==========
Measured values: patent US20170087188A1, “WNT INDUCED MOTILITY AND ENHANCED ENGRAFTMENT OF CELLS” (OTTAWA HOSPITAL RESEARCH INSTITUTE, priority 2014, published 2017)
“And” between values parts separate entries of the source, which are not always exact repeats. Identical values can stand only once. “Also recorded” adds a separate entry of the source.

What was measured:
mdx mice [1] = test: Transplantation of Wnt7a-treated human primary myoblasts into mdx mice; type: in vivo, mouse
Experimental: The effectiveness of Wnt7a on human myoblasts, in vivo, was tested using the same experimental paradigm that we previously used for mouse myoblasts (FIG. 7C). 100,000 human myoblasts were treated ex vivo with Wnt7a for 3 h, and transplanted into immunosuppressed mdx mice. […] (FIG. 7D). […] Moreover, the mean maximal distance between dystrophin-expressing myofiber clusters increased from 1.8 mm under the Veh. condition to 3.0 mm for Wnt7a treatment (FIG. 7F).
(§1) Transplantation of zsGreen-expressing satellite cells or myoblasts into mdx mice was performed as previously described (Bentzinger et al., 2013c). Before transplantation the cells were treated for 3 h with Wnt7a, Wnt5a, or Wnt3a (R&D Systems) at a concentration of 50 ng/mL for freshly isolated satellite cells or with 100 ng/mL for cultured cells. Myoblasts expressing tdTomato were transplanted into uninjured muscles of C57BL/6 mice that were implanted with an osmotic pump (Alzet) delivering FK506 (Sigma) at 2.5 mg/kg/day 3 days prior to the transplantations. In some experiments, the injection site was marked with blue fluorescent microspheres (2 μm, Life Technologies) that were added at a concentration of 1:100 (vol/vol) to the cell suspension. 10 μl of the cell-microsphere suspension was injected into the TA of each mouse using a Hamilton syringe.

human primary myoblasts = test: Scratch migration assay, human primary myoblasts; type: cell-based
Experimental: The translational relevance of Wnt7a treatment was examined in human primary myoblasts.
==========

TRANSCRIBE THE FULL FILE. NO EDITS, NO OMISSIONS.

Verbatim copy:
Measured values: patent US20170087188A1, “WNT INDUCED MOTILITY AND ENHANCED ENGRAFTMENT OF CELLS” (OTTAWA HOSPITAL RESEARCH INSTITUTE, priority 2014, published 2017)
“And” between values parts separate entries of the source, which are not always exact repeats. Identical values can stand only once. “Also recorded” adds a separate entry of the source.

What was measured:
mdx mice [1] = test: Transplantation of Wnt7a-treated human primary myoblasts into mdx mice; type: in vivo, mouse
Experimental: The effectiveness of Wnt7a on human myoblasts, in vivo, was tested using the same experimental paradigm that we previously used for mouse myoblasts (FIG. 7C). 100,000 human myoblasts were treated ex vivo with Wnt7a for 3 h, and transplanted into immunosuppressed mdx mice. […] (FIG. 7D). […] Moreover, the mean maximal distance between dystrophin-expressing myofiber clusters increased from 1.8 mm under the Veh. condition to 3.0 mm for Wnt7a treatment (FIG. 7F).
(§1) Transplantation of zsGreen-expressing satellite cells or myoblasts into mdx mice was performed as previously described (Bentzinger et al., 2013c). Before transplantation the cells were treated for 3 h with Wnt7a, Wnt5a, or Wnt3a (R&D Systems) at a concentration of 50 ng/mL for freshly isolated satellite cells or with 100 ng/mL for cultured cells. Myoblasts expressing tdTomato were transplanted into uninjured muscles of C57BL/6 mice that were implanted with an osmotic pump (Alzet) delivering FK506 (Sigma) at 2.5 mg/kg/day 3 days prior to the transplantations. In some experiments, the injection site was marked with blue fluorescent microspheres (2 μm, Life Technologies) that were added at a concentration of 1:100 (vol/vol) to the cell suspension. 10 μl of the cell-microsphere suspension was injected into the TA of each mouse using a Hamilton syringe.

human primary myoblasts = test: Scratch migration assay, human primary myoblasts; type: cell-based
Experimental: The translational relevance of Wnt7a treatment was examined in human primary myoblasts.